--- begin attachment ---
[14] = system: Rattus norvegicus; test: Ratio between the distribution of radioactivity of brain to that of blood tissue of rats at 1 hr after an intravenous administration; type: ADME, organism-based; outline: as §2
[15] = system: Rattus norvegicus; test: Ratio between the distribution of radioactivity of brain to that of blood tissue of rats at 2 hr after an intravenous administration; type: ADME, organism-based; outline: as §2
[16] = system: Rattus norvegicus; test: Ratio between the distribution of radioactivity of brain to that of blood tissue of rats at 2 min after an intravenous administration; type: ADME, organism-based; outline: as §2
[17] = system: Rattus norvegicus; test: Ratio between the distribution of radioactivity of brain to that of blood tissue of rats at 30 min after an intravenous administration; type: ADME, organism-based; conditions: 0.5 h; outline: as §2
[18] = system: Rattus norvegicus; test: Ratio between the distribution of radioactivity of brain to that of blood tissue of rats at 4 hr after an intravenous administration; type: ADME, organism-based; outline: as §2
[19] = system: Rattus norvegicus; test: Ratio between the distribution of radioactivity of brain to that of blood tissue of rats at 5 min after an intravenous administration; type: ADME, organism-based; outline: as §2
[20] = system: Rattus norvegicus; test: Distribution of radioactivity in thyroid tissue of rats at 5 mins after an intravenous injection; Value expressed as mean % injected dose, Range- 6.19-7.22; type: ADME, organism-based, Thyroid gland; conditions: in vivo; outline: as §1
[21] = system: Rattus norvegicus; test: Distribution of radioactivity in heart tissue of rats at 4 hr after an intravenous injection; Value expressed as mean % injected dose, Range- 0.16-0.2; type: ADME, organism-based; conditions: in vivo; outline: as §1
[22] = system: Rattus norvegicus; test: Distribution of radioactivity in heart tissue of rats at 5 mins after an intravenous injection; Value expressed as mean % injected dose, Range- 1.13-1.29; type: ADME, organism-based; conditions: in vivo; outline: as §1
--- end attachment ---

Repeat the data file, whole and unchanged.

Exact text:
[14] = system: Rattus norvegicus; test: Ratio between the distribution of radioactivity of brain to that of blood tissue of rats at 1 hr after an intravenous administration; type: ADME, organism-based; outline: as §2
[15] = system: Rattus norvegicus; test: Ratio between the distribution of radioactivity of brain to that of blood tissue of rats at 2 hr after an intravenous administration; type: ADME, organism-based; outline: as §2
[16] = system: Rattus norvegicus; test: Ratio between the distribution of radioactivity of brain to that of blood tissue of rats at 2 min after an intravenous administration; type: ADME, organism-based; outline: as §2
[17] = system: Rattus norvegicus; test: Ratio between the distribution of radioactivity of brain to that of blood tissue of rats at 30 min after an intravenous administration; type: ADME, organism-based; conditions: 0.5 h; outline: as §2
[18] = system: Rattus norvegicus; test: Ratio between the distribution of radioactivity of brain to that of blood tissue of rats at 4 hr after an intravenous administration; type: ADME, organism-based; outline: as §2
[19] = system: Rattus norvegicus; test: Ratio between the distribution of radioactivity of brain to that of blood tissue of rats at 5 min after an intravenous administration; type: ADME, organism-based; outline: as §2
[20] = system: Rattus norvegicus; test: Distribution of radioactivity in thyroid tissue of rats at 5 mins after an intravenous injection; Value expressed as mean % injected dose, Range- 6.19-7.22; type: ADME, organism-based, Thyroid gland; conditions: in vivo; outline: as §1
[21] = system: Rattus norvegicus; test: Distribution of radioactivity in heart tissue of rats at 4 hr after an intravenous injection; Value expressed as mean % injected dose, Range- 0.16-0.2; type: ADME, organism-based; conditions: in vivo; outline: as §1
[22] = system: Rattus norvegicus; test: Distribution of radioactivity in heart tissue of rats at 5 mins after an intravenous injection; Value expressed as mean % injected dose, Range- 1.13-1.29; type: ADME, organism-based; conditions: in vivo; outline: as §1